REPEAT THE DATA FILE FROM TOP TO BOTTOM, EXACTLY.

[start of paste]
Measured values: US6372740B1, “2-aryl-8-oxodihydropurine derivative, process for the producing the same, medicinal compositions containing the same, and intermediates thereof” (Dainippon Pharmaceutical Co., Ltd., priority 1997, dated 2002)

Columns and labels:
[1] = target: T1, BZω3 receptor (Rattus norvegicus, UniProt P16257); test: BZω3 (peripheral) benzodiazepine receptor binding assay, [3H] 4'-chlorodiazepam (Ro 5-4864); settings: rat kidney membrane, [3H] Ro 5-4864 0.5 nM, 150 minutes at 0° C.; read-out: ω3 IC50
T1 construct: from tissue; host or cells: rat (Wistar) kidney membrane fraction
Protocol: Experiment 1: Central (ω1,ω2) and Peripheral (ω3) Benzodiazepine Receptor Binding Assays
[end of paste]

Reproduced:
Measured values: US6372740B1, “2-aryl-8-oxodihydropurine derivative, process for the producing the same, medicinal compositions containing the same, and intermediates thereof” (Dainippon Pharmaceutical Co., Ltd., priority 1997, dated 2002)

Columns and labels:
[1] = target: T1, BZω3 receptor (Rattus norvegicus, UniProt P16257); test: BZω3 (peripheral) benzodiazepine receptor binding assay, [3H] 4'-chlorodiazepam (Ro 5-4864); settings: rat kidney membrane, [3H] Ro 5-4864 0.5 nM, 150 minutes at 0° C.; read-out: ω3 IC50
T1 construct: from tissue; host or cells: rat (Wistar) kidney membrane fraction
Protocol: Experiment 1: Central (ω1,ω2) and Peripheral (ω3) Benzodiazepine Receptor Binding Assays